Wind is the second most widely used renewable energy source, as global installed wind power capacity exceeded 563GW in 2018, accounting for approximately 24% of the world’s total renewable energy generation capacity.

China, with an installed capacity of more than 184GW, is the biggest wind energy generator in the world, followed by the US (94GW by the end of 2018). More than half of the 49GW wind power capacity added worldwide in 2018 was in China (20GW) and the US (7GW).

Germany, Spain, India, the UK, Italy, France, Brazil, Canada, and Portugal are the other major wind power-producing countries, which together with China and the US, account for more than 85% of total wind power-producing capacity in the world.

The 8GW Jiuquan Wind Power Base in China currently ranks as the biggest onshore wind farm in the world, while the 659MW Walney Extension Offshore Wind Farm located in the Irish Sea, UK, is the biggest offshore wind farm.

Solar energy [2]

The sun has produced energy for billions of years. Solar energy is the solar radiation that reaches the earth.

Solar energy can be converted directly or indirectly into other forms of energy, such as heat and electricity. The major drawbacks (problems, or issues to overcome) of solar energy are: (1) the intermittent and variable manner in which it arrives at the earth’s surface and, (2) the large area required to collect it at a useful rate.

Solar energy is used for heating water for domestic use, space heating of buildings, drying agricultural products, and generating electrical energy.

In the 1830s, the British astronomer John Herschel used a solar collector box to cook food during an expedition to Africa. Now, people are trying to use the sun’s energy for lots of things.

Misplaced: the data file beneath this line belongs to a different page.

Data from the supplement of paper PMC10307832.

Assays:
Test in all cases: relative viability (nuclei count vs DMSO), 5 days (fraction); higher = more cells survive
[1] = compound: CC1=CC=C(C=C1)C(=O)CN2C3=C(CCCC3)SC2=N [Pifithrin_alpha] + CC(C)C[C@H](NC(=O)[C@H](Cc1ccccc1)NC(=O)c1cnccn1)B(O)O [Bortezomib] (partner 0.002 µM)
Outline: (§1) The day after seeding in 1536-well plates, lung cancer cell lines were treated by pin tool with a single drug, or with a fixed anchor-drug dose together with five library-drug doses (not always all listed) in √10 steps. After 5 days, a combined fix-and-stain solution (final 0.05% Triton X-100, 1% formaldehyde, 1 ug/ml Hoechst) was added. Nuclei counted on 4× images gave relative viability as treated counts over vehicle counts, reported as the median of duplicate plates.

Bio-power

Bio-power is the fourth biggest renewable power source after hydro, wind and solar. The world’s net electricity production capacity from bio-mass currently exceeds 117GW, while global bio-power generation increased from 317TWh in 2010 to more than 495TWh in 2018.

Modern biomass, especially biofuels and wood pellets, are increasingly being used for heat and power generation, alongside traditional biomass sources such as agricultural by-products.

The US, Brazil, China, India, Germany, and Sweden are currently the leading bio-power generators in the world. China, India, and the UK accounted for more than half of the world’s total bioenergy capacity expansion in 2018.

The 740MW Ironbridge power plant located in Severn Gorge, UK, is the world’s biggest biomass fuelled power plant, while the 140MW Vaskiluodon Voima plant in Finland is the biggest biogas plant in the world.

Geothermal power [3]

Geothermal power (from the Greek roots "geo", meaning earth, and "therme", meaning heat) is energy generated by heat stored in the earth, or the collection of absorbed heat derived from underground, in the atmosphere and oceans.

Global geothermal power generation capacity exceeded 13.2GW in 2018 making it the fifth-biggest renewable source for electricity generation. Geothermal electricity generation exceeded 85TWh in 2018.